"Two can keep a secret, if one of them is dead." - proverb
|Fireworks by Samericnick on Wikipedia|
This is why I don't believe in conspiracy theories that require absolute total silence on the part of everyone involved. At least not without death threats that will actually be carried out. (I understand the Mafia has managed to pull this off at times.) This means that anything involving aliens, fake moon landings, "false flag" shootings/bombings/etc., Batboy, the Illuminati, UN internment camps, Jesus as a psychedelic mushroom, and any end of the world scenarios involving secret knowledge passed down ancient astronauts / gods (especially aquatic aliens who teach humanity how to grow land crops) are all off the table, at least as far as I'm concerned.
And especially in this day and age. I grew up in a world where we all knew that J. Edgar Hoover KNEW ALL, Nixon had an enemies list (Hunter S. Thompson, upon finding out that he wasn't on it, said, "Next time, I'll BE there."), and the FBI was everywhere. And that was before the Patriot Act and the NSA. (BTW, if you're Instagramming your food in between selfie-ing your every breath, and letting everyone know your constant whereabouts on Facebook, don't tell me you're worried about your privacy.) Privacy? Secrets? Don't make me laugh.
On the other hand, the ancient world was pretty good at it.
Back in the ancient world, the Eleusinian Mysteries were initiation and religious rites that lasted over two thousand years - from at least 1500 BCE to 396 CE. And no one still knows exactly what happened at them. The initiates were sworn to secrecy, and they apparently kept it. (For one thing - I told you! - the penalty for revealing the mysteries was death, and people really were executed: In the 5th century BCE a man named Diagoras "the atheist" had to flee for his life for revealing too much of the mysteries.) Little hints got out here and there, but not a lot. Not the big stuff.
|Ninnion Tablet, Wikipedia, |
copyright by Marsyas
Plato (4th century BCE) wrote, "our mysteries had a very real meaning: he that has been purified and initiated shall dwell with the gods" (69:d, F.J. Church trans).
BTW, Plato was the first who argued that everyone had an immortal soul. In case no one ever told you, a great deal of Christian theology about the soul and the afterlife is actually based on Plato, especially Phaedo. In the same way, many of our ideas about true love are based on Plato's Symposium. If you haven't read either before, check them out sometime.Cicero the Roman wrote around the mid-1st century BCE, "Nothing is higher than these mysteries...they have not only shown us how to live joyfully but they have taught us how to die with a better hope."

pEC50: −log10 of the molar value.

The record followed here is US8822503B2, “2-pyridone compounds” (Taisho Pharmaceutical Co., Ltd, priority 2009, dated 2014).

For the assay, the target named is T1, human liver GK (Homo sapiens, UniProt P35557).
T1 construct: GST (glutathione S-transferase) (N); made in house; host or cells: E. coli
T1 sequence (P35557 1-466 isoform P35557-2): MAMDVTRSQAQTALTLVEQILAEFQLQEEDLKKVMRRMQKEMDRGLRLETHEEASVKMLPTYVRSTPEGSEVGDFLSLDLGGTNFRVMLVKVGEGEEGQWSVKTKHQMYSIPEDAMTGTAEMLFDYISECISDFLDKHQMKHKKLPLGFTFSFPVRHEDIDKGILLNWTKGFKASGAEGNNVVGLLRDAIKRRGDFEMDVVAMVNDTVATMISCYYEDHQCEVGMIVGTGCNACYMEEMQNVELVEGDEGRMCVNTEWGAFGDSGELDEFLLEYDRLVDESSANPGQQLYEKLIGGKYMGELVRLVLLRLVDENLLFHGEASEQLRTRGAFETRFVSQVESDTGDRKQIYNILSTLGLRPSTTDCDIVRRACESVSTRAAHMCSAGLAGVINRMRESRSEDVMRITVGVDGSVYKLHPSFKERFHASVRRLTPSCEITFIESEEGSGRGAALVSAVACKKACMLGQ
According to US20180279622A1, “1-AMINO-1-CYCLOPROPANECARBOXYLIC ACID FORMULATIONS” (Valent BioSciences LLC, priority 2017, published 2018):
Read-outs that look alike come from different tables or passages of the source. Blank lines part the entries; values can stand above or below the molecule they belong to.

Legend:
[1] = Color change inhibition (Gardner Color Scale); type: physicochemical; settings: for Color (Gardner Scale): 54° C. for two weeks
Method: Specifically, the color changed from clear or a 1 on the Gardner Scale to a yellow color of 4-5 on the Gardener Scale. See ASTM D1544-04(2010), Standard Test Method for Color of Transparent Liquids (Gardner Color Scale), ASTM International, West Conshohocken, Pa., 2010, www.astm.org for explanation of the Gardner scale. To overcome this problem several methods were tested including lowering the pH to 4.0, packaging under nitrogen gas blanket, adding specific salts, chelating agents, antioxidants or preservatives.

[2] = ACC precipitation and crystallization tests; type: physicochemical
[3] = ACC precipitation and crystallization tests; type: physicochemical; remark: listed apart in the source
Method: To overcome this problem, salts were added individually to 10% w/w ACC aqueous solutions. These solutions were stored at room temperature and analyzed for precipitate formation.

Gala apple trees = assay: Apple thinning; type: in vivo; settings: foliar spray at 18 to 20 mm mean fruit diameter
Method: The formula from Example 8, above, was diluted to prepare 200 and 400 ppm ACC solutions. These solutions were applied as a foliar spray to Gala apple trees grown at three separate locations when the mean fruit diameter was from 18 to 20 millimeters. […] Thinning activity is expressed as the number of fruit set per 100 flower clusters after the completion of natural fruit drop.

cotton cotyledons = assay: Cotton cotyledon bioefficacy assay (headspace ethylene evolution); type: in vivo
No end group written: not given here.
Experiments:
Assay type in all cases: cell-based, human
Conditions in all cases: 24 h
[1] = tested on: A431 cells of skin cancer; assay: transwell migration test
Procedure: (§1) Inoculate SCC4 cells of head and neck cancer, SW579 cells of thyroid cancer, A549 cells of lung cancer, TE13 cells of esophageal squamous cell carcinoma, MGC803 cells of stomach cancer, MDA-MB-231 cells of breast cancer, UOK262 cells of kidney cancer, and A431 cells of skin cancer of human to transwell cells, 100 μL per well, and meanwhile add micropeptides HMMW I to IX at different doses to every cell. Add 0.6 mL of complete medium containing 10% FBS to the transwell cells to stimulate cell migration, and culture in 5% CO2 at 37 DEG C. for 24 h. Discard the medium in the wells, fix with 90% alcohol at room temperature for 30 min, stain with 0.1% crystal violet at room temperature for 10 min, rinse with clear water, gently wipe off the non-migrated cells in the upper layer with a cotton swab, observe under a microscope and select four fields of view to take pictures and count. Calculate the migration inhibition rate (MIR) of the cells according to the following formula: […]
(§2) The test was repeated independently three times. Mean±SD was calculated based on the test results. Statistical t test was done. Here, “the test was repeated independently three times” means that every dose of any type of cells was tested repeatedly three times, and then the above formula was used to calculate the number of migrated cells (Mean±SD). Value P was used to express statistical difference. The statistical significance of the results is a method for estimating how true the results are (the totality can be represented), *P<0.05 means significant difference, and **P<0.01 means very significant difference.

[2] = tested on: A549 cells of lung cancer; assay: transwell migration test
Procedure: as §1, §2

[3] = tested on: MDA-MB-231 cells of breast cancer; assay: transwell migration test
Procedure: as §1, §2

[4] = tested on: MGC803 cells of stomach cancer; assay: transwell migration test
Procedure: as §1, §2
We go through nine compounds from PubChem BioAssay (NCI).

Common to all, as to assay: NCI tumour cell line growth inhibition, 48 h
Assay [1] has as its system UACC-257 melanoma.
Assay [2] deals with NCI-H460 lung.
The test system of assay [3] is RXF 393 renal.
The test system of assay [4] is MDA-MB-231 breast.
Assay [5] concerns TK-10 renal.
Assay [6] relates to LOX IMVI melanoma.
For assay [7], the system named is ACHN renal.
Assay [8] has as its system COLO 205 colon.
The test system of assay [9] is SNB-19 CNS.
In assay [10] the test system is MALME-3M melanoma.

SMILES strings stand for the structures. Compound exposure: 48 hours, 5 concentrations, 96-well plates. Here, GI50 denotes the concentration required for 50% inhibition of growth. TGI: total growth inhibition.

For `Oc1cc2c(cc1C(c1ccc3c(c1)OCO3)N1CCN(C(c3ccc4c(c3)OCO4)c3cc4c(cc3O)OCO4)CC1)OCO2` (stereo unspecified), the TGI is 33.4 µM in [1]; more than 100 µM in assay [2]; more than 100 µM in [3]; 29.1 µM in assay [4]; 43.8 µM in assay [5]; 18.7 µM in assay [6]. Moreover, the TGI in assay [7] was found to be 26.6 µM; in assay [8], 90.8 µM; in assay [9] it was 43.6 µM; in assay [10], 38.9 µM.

And Plutarch, writing around 100 CE, said "because of those sacred and faithful promises given in the mysteries...we hold it firmly for an undoubted truth that our soul is incorruptible and immortal. Let us behave ourselves accordingly... When a man dies he is like those who are initiated into the mysteries. Our whole life is a journey by tortuous ways without outlet. At the moment of qutting it come terrors, shuddering fear, amazement. Then a light that moves to meet you, pure meadows that receive you, songs and dances and holy apparitions" (Hamilton, 179).
|Demeter receiving an offering from |
Metanira, Queen of Eleusis
What we do know is that there were the Lesser Mysteries and the Greater Mysteries. The Lesser Mysteries took place around the January or February full moon and involved purification and sacrifice.
After that, the initiate was deemed worthy to attend the Greater Mysteries in September/ October (again, depending on the moon). The ten days of ritual began publicly: a procession from the Athenian cemetery (no symbology there...) to Eleusis, complete with branches, chanting, and, at one point, ritual dirty jokes because (according to the original myth) an old woman named Baubo [or Iambe, and don't ask me why] cracked jokes and made Demeter smile even with her daughter in Hades.
Then came an all-night vigil, where everyone drank a certain potion - kykeon - that may or may not have contained psychotropic herbs. Then into the Great Hall, where the Mysteries were unfolded. After that, we don't know. There were dromena ("things done"), deiknumena ("things shown"), and legomena ("things said"). But what were those things? There was a sacred casket. There was a "triune" wheat sheaf. There was a presentation. Everything revolved around the Demeter/ Persephone/ Hades myth, which basically revolved around the changing seasons. But that's really all we know. The secrets were kept. Seriously.
Afterwards - one hell of an all-night feast, with dancing, merriment, undoubtedly more alcohol, perhaps more potions, a bull sacrifice, and some time the next day an exhausted, satisfied, perhaps hung-over but happy crew, revitalized and resworn, went home.
For two thousand years, this ritual was reenacted and the secret was kept. We could probably learn something from that.
Oh, and in case you're wondering, Allan was totally surprised at his birthday party, and a great time was had by all! Whew.